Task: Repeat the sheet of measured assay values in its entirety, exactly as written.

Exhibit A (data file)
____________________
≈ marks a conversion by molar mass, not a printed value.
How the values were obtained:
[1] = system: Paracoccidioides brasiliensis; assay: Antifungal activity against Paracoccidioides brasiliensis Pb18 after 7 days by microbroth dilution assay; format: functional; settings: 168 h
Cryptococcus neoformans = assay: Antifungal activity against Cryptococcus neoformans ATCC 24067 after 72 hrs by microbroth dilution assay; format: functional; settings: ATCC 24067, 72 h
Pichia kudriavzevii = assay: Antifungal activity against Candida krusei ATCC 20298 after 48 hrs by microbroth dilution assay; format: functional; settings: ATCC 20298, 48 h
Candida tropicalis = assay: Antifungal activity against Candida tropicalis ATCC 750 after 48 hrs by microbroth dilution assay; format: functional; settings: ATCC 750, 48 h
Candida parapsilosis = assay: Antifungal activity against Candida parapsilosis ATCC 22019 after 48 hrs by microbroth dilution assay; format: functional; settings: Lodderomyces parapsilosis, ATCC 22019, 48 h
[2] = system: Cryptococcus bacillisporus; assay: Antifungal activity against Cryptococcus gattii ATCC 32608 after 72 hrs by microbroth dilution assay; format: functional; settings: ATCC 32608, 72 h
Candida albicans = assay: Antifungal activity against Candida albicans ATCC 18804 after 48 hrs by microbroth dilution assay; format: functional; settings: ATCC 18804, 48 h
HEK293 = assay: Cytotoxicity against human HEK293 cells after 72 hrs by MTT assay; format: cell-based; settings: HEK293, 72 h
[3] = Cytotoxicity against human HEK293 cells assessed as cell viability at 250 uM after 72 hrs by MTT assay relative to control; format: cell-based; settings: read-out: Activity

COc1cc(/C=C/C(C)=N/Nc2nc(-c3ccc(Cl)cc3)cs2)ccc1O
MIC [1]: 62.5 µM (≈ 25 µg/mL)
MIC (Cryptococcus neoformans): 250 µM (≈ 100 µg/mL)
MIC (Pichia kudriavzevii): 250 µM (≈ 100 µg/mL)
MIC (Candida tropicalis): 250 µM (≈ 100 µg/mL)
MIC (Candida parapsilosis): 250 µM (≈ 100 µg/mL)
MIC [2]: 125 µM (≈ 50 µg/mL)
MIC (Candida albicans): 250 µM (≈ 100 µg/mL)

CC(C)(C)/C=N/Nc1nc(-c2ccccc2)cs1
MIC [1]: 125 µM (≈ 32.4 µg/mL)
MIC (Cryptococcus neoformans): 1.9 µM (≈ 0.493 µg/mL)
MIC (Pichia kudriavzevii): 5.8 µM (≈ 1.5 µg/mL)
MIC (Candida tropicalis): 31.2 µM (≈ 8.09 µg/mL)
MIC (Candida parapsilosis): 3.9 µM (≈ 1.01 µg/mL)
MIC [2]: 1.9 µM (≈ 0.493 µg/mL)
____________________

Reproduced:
≈ marks a conversion by molar mass, not a printed value.
How the values were obtained:
[1] = system: Paracoccidioides brasiliensis; assay: Antifungal activity against Paracoccidioides brasiliensis Pb18 after 7 days by microbroth dilution assay; format: functional; settings: 168 h
Cryptococcus neoformans = assay: Antifungal activity against Cryptococcus neoformans ATCC 24067 after 72 hrs by microbroth dilution assay; format: functional; settings: ATCC 24067, 72 h
Pichia kudriavzevii = assay: Antifungal activity against Candida krusei ATCC 20298 after 48 hrs by microbroth dilution assay; format: functional; settings: ATCC 20298, 48 h
Candida tropicalis = assay: Antifungal activity against Candida tropicalis ATCC 750 after 48 hrs by microbroth dilution assay; format: functional; settings: ATCC 750, 48 h
Candida parapsilosis = assay: Antifungal activity against Candida parapsilosis ATCC 22019 after 48 hrs by microbroth dilution assay; format: functional; settings: Lodderomyces parapsilosis, ATCC 22019, 48 h
[2] = system: Cryptococcus bacillisporus; assay: Antifungal activity against Cryptococcus gattii ATCC 32608 after 72 hrs by microbroth dilution assay; format: functional; settings: ATCC 32608, 72 h
Candida albicans = assay: Antifungal activity against Candida albicans ATCC 18804 after 48 hrs by microbroth dilution assay; format: functional; settings: ATCC 18804, 48 h
HEK293 = assay: Cytotoxicity against human HEK293 cells after 72 hrs by MTT assay; format: cell-based; settings: HEK293, 72 h
[3] = Cytotoxicity against human HEK293 cells assessed as cell viability at 250 uM after 72 hrs by MTT assay relative to control; format: cell-based; settings: read-out: Activity

COc1cc(/C=C/C(C)=N/Nc2nc(-c3ccc(Cl)cc3)cs2)ccc1O
MIC [1]: 62.5 µM (≈ 25 µg/mL)
MIC (Cryptococcus neoformans): 250 µM (≈ 100 µg/mL)
MIC (Pichia kudriavzevii): 250 µM (≈ 100 µg/mL)
MIC (Candida tropicalis): 250 µM (≈ 100 µg/mL)
MIC (Candida parapsilosis): 250 µM (≈ 100 µg/mL)
MIC [2]: 125 µM (≈ 50 µg/mL)
MIC (Candida albicans): 250 µM (≈ 100 µg/mL)

CC(C)(C)/C=N/Nc1nc(-c2ccccc2)cs1
MIC [1]: 125 µM (≈ 32.4 µg/mL)
MIC (Cryptococcus neoformans): 1.9 µM (≈ 0.493 µg/mL)
MIC (Pichia kudriavzevii): 5.8 µM (≈ 1.5 µg/mL)
MIC (Candida tropicalis): 31.2 µM (≈ 8.09 µg/mL)
MIC (Candida parapsilosis): 3.9 µM (≈ 1.01 µg/mL)
MIC [2]: 1.9 µM (≈ 0.493 µg/mL)